The Government has today announced that it is making it easier for people to build granny flats, Acting Prime Minister Winston Peters and RMA Reform Minister Chris Bishop say. “Making it easier to build granny flats will make it more affordable for families to live the way that suits them ...
    BeehiveBy beehive.govt.nz
    2 days ago
  • High Court Judge appointed
    Attorney-General Judith Collins today announced the appointment of Auckland King’s Counsel Gregory Peter Blanchard as a High Court Judge. Justice Blanchard attended the University of Auckland from 1991 to 1995, graduating with an LLB (Honours) and Bachelor of Arts (English). He was a solicitor with the firm that is now Dentons ...
    BeehiveBy beehive.govt.nz
    5 days ago
  • Health workforce numbers rise
    Health Minister Dr Shane Reti says new data released today shows encouraging growth in the health workforce, with a continued increase in the numbers of doctors, nurses and midwives joining Health New Zealand. “Frontline healthcare workers are the beating heart of the healthcare system. Increasing and retaining our health workforce ...
    BeehiveBy beehive.govt.nz
    5 days ago
  • Government to overhaul firearms laws
    Associate Justice Minister Nicole McKee has today announced a comprehensive programme to reform New Zealand's outdated and complicated firearms laws. “The Arms Act has been in place for over 40 years. It has been amended several times – in a piecemeal, and sometimes rushed way. This has resulted in outdated ...
    BeehiveBy beehive.govt.nz
    6 days ago
  • Government delivers landmark specialist schools investment
    The coalition Government is delivering record levels of targeted investment in specialist schools so children with additional needs can thrive. As part of Budget 24, $89 million has been ringfenced to redevelop specialist facilities and increase satellite classrooms for students with high needs. This includes: $63 million in depreciation funding ...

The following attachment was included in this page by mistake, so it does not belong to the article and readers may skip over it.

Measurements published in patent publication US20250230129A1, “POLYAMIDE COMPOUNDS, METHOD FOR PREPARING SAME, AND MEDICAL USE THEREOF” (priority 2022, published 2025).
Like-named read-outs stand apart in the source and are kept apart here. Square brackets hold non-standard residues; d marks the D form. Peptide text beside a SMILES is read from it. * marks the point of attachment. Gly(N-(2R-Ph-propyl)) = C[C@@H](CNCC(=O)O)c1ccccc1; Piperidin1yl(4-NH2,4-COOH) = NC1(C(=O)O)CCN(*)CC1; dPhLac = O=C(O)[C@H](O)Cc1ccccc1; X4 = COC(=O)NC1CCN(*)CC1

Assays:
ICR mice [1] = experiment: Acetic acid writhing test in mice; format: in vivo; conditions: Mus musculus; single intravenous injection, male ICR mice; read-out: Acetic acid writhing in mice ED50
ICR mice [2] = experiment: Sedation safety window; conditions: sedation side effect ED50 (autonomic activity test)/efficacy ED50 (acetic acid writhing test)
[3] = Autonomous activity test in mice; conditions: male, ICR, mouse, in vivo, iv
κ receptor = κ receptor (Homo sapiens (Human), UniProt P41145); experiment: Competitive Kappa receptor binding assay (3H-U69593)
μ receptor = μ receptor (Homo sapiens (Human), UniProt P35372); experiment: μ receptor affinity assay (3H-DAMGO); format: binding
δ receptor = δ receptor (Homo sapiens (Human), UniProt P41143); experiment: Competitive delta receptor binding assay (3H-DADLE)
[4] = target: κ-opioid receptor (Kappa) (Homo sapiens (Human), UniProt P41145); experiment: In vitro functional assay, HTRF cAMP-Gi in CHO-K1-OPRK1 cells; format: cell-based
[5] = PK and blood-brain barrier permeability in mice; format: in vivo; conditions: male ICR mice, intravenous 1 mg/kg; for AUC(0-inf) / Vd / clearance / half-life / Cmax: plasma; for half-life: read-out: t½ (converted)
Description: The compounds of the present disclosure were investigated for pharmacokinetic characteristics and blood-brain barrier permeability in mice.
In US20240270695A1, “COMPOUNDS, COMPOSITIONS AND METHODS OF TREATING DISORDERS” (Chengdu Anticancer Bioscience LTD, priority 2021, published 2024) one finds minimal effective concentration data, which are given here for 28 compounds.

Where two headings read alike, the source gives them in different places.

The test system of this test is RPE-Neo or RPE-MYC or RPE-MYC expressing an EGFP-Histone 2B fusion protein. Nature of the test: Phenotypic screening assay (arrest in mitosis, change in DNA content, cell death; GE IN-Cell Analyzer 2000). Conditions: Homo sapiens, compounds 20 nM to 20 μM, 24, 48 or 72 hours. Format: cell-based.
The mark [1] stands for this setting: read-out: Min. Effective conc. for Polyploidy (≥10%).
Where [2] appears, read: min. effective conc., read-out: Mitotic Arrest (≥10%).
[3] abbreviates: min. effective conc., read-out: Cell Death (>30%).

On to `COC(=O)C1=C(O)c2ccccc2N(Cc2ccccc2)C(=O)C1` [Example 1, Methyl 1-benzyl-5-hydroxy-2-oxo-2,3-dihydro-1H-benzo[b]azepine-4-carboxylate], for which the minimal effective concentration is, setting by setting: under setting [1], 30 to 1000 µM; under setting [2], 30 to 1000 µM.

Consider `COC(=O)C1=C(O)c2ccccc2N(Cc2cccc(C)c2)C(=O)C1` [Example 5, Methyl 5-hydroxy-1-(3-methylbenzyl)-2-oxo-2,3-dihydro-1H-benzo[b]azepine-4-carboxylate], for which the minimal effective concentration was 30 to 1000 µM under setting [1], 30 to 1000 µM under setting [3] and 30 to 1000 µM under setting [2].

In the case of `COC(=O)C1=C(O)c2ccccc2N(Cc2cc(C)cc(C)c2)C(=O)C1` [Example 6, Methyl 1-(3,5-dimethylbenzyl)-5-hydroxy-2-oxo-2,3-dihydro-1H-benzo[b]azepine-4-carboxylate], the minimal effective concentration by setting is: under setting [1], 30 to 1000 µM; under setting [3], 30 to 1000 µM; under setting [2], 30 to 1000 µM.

BeehiveBy beehive.govt.nz
    6 days ago
  • Major health and safety consultation begins
    A substantial consultation on work health and safety will begin today with a roadshow across the regions over the coming months, says Workplace Relations and Safety Minister Brooke van Velden.  This the first step to deliver on the commitment to reforming health and safety law and regulations, set out in ...
    BeehiveBy beehive.govt.nz
    6 days ago
  • Growing the potential of New Zealand’s forestry sector in partnership
    Forestry Minister Todd McClay, today announced the start of the Government’s plan to restore certainty and confidence in the forestry and wood processing sector. “This government will drive investment to unlock the industry’s economic potential for growth,” Mr McClay says. “Forestry’s success is critical to rebuilding New Zealand’s economy, boosting ...
    BeehiveBy beehive.govt.nz
    6 days ago
  • Government cancels forestry ETS annual service charges for 2023-24
    Annual service charges in the forestry Emissions Trading Scheme (ETS) will be cancelled for 2023/24, Forestry Minister Todd McClay says. “The sector has told me the costs imposed on forestry owners by the previous government were excessive and unreasonable and I agree,” Mr McClay says. “They have said that there ...